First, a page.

Disclosure: Our content is reader-supported. This means if you click on some of our links, then we may earn a commission. See how WPBeginner is funded, why it matters, and how you can support us. Here's our editorial process.

Editorial Staff

Editorial Staff at WPBeginner is a team of WordPress experts led by Syed Balkhi with over 16 years of experience in WordPress, Web Hosting, eCommerce, SEO, and Marketing. Started in 2009, WPBeginner is now the largest free WordPress resource site in the industry and is often referred to as the Wikipedia for WordPress.

The Ultimate WordPress Toolkit

Get FREE access to our toolkit - a collection of WordPress related products and resources that every professional should have!

Reader Interactions

16 CommentsLeave a Reply

  1. Syed Balkhi says

    Hey WPBeginner readers,
    Did you know you can win exciting prizes by commenting on WPBeginner?
    Every month, our top blog commenters will win HUGE rewards, including premium WordPress plugin licenses and cash prizes.
    You can get more details about the contest from here.
    Start sharing your thoughts below to stand a chance to win!

  2. Jiří Vaněk says

    Thank you for the overview. I’m still learning and familiarizing myself with custom post types as many people have referred to them when I needed to solve something. Each article like this one immensely helps me further my understanding of the concept and potential of custom post types.

  3. Scott R. Godin says

    One thing I see missing from many tutorials is the part where you add a Custom Options/Settings page to your Custom Post Type so you have a set of global settings that are specific to that post type (rather than a general admin settings page) and intended to be used only by that post type.

    most of the tutes I’ve found in this regard stop at echo ”; echo ‘Here is where the form would go if I actually had options.’; echo ”;

    and naturally that’s one of the things I’m most interested in (the other being in how you use the settings within your post type’s shortcode or widget) :-)

  4. Phil Long says

    I was wondering how ti implement many to many relationships between custom taxonomies and whether facetted search plugins support them?

    • Sydney says

      If you want to implement many to many relationship, you are stretching wordpress too far. You will get better mileage with a framework like rails, djangoor express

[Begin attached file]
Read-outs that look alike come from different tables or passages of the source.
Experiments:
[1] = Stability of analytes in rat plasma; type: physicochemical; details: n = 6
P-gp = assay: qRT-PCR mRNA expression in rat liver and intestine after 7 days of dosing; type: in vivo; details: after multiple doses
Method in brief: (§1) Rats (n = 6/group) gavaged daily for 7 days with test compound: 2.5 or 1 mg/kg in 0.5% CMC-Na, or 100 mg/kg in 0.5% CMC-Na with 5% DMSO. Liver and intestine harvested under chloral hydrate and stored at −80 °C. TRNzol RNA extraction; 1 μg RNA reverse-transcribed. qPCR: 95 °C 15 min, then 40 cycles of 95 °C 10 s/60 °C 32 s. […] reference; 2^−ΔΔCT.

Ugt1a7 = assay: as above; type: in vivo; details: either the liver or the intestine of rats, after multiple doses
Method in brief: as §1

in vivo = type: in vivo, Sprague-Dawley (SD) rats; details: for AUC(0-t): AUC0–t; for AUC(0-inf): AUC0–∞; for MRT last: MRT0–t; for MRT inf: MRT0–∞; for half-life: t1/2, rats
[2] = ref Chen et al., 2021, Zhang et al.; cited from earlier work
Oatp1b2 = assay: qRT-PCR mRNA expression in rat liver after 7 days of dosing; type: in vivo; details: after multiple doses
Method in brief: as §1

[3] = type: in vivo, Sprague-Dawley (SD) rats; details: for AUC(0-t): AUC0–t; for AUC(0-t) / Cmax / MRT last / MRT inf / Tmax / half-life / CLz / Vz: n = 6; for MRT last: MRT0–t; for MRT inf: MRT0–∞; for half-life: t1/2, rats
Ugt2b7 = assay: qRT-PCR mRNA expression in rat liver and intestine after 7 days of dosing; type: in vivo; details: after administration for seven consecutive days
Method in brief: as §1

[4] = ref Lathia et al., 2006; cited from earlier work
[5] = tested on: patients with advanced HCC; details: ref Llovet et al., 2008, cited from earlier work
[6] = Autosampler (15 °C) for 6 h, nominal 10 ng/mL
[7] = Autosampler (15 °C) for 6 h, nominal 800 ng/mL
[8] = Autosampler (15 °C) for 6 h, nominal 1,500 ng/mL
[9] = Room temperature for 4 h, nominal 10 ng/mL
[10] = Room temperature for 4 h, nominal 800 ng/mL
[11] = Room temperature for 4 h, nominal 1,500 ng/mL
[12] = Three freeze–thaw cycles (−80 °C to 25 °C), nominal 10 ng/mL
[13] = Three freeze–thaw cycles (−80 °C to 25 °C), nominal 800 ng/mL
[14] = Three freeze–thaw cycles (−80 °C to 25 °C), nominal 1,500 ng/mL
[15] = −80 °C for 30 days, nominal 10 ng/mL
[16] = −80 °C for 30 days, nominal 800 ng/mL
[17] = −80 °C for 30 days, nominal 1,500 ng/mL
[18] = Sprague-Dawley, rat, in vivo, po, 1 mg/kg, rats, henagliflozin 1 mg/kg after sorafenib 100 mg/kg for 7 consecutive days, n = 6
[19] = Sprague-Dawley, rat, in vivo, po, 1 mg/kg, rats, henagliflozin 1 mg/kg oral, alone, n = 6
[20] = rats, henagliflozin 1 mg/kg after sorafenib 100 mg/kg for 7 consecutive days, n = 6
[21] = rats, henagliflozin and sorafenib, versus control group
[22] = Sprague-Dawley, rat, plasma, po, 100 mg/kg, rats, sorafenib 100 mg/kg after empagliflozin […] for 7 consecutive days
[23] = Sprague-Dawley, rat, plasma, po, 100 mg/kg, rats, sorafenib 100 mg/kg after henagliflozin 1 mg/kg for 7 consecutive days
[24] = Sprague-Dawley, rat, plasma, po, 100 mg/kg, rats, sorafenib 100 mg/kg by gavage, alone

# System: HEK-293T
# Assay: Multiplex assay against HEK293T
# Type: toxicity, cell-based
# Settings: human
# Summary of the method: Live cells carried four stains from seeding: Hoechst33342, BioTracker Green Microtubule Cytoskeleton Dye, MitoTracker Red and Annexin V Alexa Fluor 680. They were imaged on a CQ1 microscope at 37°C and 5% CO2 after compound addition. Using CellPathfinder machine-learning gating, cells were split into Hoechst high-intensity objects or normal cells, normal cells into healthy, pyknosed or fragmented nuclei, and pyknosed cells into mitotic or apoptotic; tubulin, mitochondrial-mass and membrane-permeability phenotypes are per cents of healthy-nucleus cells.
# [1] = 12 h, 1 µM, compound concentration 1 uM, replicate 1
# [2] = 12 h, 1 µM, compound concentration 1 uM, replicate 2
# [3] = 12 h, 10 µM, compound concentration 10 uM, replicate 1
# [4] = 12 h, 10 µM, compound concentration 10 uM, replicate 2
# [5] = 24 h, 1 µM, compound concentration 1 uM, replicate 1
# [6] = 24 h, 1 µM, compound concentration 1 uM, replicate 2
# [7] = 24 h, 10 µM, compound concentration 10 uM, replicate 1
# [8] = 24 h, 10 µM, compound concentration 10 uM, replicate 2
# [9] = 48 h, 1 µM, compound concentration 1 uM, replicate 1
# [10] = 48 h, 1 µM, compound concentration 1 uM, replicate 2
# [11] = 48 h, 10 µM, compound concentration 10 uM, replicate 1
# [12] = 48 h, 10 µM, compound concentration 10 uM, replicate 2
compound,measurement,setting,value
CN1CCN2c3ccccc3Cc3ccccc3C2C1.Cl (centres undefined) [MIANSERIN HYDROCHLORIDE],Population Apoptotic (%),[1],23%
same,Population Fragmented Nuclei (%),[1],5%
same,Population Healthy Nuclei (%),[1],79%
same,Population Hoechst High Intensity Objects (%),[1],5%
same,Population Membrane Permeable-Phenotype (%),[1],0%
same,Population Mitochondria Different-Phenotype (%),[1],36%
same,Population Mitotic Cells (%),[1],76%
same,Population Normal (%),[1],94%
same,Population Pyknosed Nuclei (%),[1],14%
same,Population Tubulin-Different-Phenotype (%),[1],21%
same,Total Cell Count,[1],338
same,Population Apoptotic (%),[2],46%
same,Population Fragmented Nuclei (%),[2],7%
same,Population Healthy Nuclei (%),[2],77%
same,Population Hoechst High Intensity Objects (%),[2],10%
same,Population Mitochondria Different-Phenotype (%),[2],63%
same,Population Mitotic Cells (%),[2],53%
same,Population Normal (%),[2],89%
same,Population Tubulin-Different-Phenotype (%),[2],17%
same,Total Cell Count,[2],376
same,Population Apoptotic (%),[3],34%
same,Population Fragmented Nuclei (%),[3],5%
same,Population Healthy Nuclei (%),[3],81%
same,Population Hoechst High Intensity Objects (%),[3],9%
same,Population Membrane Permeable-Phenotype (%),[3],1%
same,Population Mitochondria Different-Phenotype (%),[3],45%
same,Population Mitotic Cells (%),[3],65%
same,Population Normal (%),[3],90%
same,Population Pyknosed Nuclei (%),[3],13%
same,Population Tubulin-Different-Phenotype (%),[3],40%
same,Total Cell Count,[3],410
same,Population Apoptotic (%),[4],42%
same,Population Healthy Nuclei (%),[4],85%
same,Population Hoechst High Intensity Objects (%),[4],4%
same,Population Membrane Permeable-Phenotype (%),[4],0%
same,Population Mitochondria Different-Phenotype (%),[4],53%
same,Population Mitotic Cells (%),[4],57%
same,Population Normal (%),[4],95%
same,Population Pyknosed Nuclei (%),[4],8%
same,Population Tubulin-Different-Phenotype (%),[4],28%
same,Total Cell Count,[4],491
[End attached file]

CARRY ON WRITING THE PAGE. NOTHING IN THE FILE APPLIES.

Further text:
5. Prateek says

    I want to know How can we exclude a custom post type from our rss feed..All my download pages are showing up in the rss feed..

  6. Wondell says

    How can I get WordPress posts to behave like Facebook and other social networks where you can just take a web link and paste it in the message field and in a matter of sections it will show a thumbnail or other information from the site?

  7. Bjarni says

    Hi WpBeginner, by chance dod you use CPT UI plugin on this site?

    CPT UI plugin looks good, save having to manual set this up in a site that needs CPT and Taxonomies.

  8. Phil Hoyt says

    good read, I use CTP’s on a daily basis and relationships between the two can be tricky, I’ve used Post2Posts and Advance Custom Fields also has some Relationship values, but usually leave me with some features to be desired. I look forward to trying CPT-onomies.

    • Mark says

      CPT UI can be a little tricky. CPT-onomies works pretty well too. They both take a little patience and digging to find out how they works. I was able to create a movie site importing from omdb. It would add the actors, etc as taxonomies (wp_add_object_terms & wp_set_object_terms) then used ACF to use that information. An example would be an actors page (cpt-axonomy) and selecting the movies they have been in.

Leave A Reply

Thanks for choosing to leave a comment. Please keep in mind that all comments are moderated according to our comment policy, and your email address will NOT be published. Please Do NOT use keywords in the name field. Let's have a personal and meaningful conversation.